*Contributor: Amy White. Lesson ID: 13994*

Poor number one; it's such a lonely number . . . until you place a couple of zeros next to it! A valuable thing about numbers is their place value. Examine three-digit numbers and place value meaning.

categories

subject

Math

learning style

Auditory, Visual

personality style

Beaver, Golden Retriever

Grade Level

Primary (K-2)

Lesson Type

Quick Query

Think about the number *one hundred* and the numbers that make it up.

- How many digits are in that number?
- What do you think each digit means?

Suppose you have two puzzles. One puzzle has 100 pieces; the other has 500 pieces.

- Which puzzle will take the longest to complete?
- Why do you think so?

Understanding place values in our number system will help you understand numbers better, which will help you answer questions like these.

Watch the video below to understand better place value and numbers up to the hundreds place.

Our number system uses digits and place values to create numbers, big and small.

The placement of digits in a number determines its size. In other words, it determines the number's *value .*

The first three digits of a three-digit number represent **hundreds**, **tens**, and **ones**. The ones place is the furthest to the right, the tens place is to the left of the ones place, and the hundreds place is to the left.

You were asked which puzzle would probably take the longest to complete: the 100-piece or 500-piece puzzle.

If you answered the 500-piece puzzle, you're on the right track to understanding place value up to the hundreds place.

If there are 500 pieces in one puzzle and 100 pieces in the other, then the 500-piece puzzle would most likely take longer to complete because it has more hundreds than the other puzzle. This means it has more pieces.

You can see these two amounts' differences by representing them with place value blocks.

Understanding the place value of numbers helps you know how large or small a number is.

This will help you understand many things, such as distances from place to place, amounts of money, and costs of items at the store.

It will help you understand how long a book is based on the number of pages in that book or how giant a puzzle is by the number of pieces in that puzzle.

- Can you think of other ways that understanding place value will help you in your life?

Numbers can be as small as one, or they can be a lot larger. Zoom in on the place value of *hundreds.*

Remember, digits are used to create numbers. The digits are 0,1,2,3,4,5,6,7,8, and 9.

The number's location of digits affects that number's value.

Look at this using a place value chart.

- There is a 2 in the
**ones**place, which means there are 2 ones - There is a 1 in the
**tens**place, which means there is one ten - There is a 4 in the
**hundreds**place, which means there are 4 hundreds

The number is 412.

When digits are used to write a number, it is called* standard form*

Look at another example of a number using the place value chart.

There is a 0 in the ones place.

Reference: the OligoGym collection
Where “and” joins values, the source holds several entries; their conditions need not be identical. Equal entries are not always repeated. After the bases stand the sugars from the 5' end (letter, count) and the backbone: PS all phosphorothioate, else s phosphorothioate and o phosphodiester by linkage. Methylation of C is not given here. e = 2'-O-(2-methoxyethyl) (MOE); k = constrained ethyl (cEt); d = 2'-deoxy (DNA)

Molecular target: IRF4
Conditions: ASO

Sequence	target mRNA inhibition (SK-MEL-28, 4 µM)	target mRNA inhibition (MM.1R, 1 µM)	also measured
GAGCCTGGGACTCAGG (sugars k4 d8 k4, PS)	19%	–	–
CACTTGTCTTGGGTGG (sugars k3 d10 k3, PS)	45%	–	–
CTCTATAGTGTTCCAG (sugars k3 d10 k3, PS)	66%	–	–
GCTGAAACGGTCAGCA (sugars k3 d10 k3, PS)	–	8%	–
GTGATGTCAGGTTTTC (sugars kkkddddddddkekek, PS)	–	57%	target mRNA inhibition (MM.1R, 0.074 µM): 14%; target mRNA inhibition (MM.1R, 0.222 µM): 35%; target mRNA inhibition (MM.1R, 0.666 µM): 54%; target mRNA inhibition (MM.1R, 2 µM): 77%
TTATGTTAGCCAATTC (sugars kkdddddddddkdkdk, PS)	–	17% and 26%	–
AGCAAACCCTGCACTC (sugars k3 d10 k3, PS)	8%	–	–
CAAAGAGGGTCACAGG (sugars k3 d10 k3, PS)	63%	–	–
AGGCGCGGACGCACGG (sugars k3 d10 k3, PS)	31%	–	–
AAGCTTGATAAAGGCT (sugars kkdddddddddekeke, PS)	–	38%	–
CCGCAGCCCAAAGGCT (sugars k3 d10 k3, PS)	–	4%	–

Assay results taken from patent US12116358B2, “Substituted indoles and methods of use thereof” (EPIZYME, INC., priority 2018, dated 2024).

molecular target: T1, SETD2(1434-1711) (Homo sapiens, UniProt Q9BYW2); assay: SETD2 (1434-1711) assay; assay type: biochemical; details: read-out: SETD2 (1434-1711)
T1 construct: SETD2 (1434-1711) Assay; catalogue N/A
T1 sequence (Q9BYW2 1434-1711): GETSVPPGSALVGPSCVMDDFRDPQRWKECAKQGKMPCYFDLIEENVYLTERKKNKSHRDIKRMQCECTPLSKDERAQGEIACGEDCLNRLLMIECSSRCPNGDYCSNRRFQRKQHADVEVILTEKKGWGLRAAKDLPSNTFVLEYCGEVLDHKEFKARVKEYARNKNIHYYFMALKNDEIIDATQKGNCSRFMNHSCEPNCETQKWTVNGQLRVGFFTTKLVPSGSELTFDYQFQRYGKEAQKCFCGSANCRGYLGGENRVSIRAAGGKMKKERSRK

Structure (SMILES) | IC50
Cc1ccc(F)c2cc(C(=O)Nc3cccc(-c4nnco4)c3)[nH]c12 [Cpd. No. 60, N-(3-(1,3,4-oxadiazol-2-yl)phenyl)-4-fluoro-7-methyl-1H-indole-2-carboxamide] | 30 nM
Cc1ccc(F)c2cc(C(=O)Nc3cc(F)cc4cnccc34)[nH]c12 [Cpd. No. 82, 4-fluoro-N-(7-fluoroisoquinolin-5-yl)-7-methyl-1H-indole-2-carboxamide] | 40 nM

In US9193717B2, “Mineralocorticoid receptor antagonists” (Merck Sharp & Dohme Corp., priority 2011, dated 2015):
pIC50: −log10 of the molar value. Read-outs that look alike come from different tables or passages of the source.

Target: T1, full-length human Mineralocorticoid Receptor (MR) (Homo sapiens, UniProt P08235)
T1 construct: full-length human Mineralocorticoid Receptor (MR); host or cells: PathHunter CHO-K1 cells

- How many ones are there?

The answer is 0 ones! Great job!

There is a 0 in the tens place.

- How many tens are there?

The answer here is 0 tens! Super!

There is a 1 in the hundreds place.

- How many hundreds are there?

The answer is just 1 hundred! Excellent!

Consider the number **100** for a minute. As you just examined, this number has 1 hundred, 0 tens, and 0 ones.

- Which number has 2 hundreds, 0 tens, and 0 ones?

If you answered 200, then you are correct!

Since there is a 2 in the hundreds place, you know there are precisely 2 hundreds. There is a 0 in the tens place and in the ones place, meaning the number has 2 hundreds, no tens, and no ones.

Important: If a number does not have tens or ones, you must still put a 0 in its place values to show this.

Now, give your brain a workout.

- Which number has 8 hundreds, 0 tens, and 0 ones?

If you answered 800, you understand place values involving hundreds, tens, and ones. Try one more.

- Which number has 9 hundreds, 0 tens, and 0 ones?

If you answered 900, then give yourself a pat on the back! You've got this!

Consider another 3-digit number.

- Using the digits 1, 2, and 3, what is the
*smallest*3-digit number you could make?

If you answered 123, then you're correct!

This number has 3 ones, 2 tens, and 1 hundred. You can tell this by looking at the digit in each place value of the number.

Check out what the number 123 looks like in base ten blocks.

- The 1 in the hundreds place is represented by 1 hundreds flat.
- The 2 in the tens place is represented by 2 ten rods (or longs).
- The 3 in the ones place is represented by 3 small cubes.

- What is the
*largest*number you can create using these same digits?

If you answered 321, then you're right!

- Here, you have a 3 in the hundreds place because there are 3 hundreds.
- There is a 2 in the tens place, which means the number has 2 tens.
- The digit 1 is in the ones place, meaning there is only 1.

Here's what the number 321 looks like using base ten blocks.

- The 3 in the hundreds place is represented by 3 hundreds flats.
- The 2 in the tens place is represented by 2 ten rods (or longs).
- The 1 in the ones place is represented by 1 small cube.

There are many ways to represent or write *one hundred*.

- You can say it in word form:
*one hundred*. - You could write it in standard form:
*100*. - You could represent it with place-value number blocks:

Review all you have learned with the video below!

Then, zoom over to the* Got It? section* for valuable practice with place value and the hundreds place.